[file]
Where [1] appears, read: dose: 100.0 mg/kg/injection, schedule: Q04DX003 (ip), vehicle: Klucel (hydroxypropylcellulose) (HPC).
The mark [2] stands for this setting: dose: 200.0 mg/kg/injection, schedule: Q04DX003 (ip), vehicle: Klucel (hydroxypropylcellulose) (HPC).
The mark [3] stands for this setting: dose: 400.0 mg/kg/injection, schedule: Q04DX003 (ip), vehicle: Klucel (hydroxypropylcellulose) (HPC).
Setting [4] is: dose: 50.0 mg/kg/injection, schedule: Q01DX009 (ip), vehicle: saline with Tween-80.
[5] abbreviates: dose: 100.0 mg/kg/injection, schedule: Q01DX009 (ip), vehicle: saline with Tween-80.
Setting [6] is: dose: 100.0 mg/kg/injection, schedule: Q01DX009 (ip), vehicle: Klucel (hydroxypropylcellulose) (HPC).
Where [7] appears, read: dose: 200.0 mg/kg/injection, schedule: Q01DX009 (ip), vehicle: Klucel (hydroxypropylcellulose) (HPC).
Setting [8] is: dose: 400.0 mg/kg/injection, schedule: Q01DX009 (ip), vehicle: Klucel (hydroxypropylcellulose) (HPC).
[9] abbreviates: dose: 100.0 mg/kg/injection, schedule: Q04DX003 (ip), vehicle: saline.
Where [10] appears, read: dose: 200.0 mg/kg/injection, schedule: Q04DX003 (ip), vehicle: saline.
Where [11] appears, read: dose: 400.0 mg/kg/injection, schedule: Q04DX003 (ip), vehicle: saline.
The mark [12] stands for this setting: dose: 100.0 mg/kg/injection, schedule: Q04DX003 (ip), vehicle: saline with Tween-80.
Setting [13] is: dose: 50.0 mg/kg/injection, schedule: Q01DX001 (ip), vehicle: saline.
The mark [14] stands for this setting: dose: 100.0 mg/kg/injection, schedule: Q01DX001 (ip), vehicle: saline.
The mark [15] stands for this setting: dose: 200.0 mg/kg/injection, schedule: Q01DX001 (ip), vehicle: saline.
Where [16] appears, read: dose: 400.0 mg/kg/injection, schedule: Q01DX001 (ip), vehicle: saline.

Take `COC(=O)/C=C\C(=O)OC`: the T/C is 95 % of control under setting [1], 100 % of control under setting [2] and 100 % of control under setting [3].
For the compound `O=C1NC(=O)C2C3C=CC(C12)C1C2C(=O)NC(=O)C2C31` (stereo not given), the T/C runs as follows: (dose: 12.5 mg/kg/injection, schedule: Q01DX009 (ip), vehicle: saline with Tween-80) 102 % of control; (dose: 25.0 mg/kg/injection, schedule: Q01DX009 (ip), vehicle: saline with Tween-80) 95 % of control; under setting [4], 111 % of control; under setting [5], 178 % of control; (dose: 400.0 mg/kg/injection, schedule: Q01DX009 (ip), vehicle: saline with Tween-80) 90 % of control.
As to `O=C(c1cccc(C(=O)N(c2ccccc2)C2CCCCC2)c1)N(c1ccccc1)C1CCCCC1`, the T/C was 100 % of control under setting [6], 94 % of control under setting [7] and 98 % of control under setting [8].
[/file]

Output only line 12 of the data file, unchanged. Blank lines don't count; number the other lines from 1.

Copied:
The mark [12] stands for this setting: dose: 100.0 mg/kg/injection, schedule: Q04DX003 (ip), vehicle: saline with Tween-80.